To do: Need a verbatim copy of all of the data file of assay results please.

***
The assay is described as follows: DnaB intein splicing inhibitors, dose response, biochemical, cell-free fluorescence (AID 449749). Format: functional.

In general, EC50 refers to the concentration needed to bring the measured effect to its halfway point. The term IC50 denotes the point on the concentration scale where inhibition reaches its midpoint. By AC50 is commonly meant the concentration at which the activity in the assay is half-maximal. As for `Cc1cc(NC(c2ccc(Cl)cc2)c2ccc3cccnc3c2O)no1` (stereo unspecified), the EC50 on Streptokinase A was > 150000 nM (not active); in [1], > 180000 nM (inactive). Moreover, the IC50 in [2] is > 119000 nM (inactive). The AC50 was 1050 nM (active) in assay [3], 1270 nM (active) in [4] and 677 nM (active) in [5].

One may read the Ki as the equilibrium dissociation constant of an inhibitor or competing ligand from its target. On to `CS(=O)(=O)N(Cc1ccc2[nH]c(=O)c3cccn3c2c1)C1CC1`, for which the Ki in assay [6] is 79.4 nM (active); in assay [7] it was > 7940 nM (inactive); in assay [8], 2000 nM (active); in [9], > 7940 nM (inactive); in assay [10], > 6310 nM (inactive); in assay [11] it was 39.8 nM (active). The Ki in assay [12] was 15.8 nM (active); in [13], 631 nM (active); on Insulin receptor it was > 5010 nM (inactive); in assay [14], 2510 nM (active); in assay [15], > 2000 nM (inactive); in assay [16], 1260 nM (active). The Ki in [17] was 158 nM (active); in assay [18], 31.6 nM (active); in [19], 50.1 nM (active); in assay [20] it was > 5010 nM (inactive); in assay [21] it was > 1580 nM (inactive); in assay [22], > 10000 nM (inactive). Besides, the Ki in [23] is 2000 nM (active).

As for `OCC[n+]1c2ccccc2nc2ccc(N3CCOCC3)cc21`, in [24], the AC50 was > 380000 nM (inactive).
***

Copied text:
The assay is described as follows: DnaB intein splicing inhibitors, dose response, biochemical, cell-free fluorescence (AID 449749). Format: functional.

In general, EC50 refers to the concentration needed to bring the measured effect to its halfway point. The term IC50 denotes the point on the concentration scale where inhibition reaches its midpoint. By AC50 is commonly meant the concentration at which the activity in the assay is half-maximal. As for `Cc1cc(NC(c2ccc(Cl)cc2)c2ccc3cccnc3c2O)no1` (stereo unspecified), the EC50 on Streptokinase A was > 150000 nM (not active); in [1], > 180000 nM (inactive). Moreover, the IC50 in [2] is > 119000 nM (inactive). The AC50 was 1050 nM (active) in assay [3], 1270 nM (active) in [4] and 677 nM (active) in [5].

One may read the Ki as the equilibrium dissociation constant of an inhibitor or competing ligand from its target. On to `CS(=O)(=O)N(Cc1ccc2[nH]c(=O)c3cccn3c2c1)C1CC1`, for which the Ki in assay [6] is 79.4 nM (active); in assay [7] it was > 7940 nM (inactive); in assay [8], 2000 nM (active); in [9], > 7940 nM (inactive); in assay [10], > 6310 nM (inactive); in assay [11] it was 39.8 nM (active). The Ki in assay [12] was 15.8 nM (active); in [13], 631 nM (active); on Insulin receptor it was > 5010 nM (inactive); in assay [14], 2510 nM (active); in assay [15], > 2000 nM (inactive); in assay [16], 1260 nM (active). The Ki in [17] was 158 nM (active); in assay [18], 31.6 nM (active); in [19], 50.1 nM (active); in assay [20] it was > 5010 nM (inactive); in assay [21] it was > 1580 nM (inactive); in assay [22], > 10000 nM (inactive). Besides, the Ki in [23] is 2000 nM (active).

As for `OCC[n+]1c2ccccc2nc2ccc(N3CCOCC3)cc21`, in [24], the AC50 was > 380000 nM (inactive).